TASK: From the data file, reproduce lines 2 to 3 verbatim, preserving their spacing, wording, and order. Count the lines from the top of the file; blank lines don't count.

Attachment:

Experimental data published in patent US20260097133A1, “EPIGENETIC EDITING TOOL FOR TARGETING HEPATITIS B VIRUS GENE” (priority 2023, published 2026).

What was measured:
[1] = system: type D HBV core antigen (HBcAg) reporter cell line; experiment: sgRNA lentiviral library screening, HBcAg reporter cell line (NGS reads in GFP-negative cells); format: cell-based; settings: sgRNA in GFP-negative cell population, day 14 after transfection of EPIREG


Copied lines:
What was measured:
[1] = system: type D HBV core antigen (HBcAg) reporter cell line; experiment: sgRNA lentiviral library screening, HBcAg reporter cell line (NGS reads in GFP-negative cells); format: cell-based; settings: sgRNA in GFP-negative cell population, day 14 after transfection of EPIREG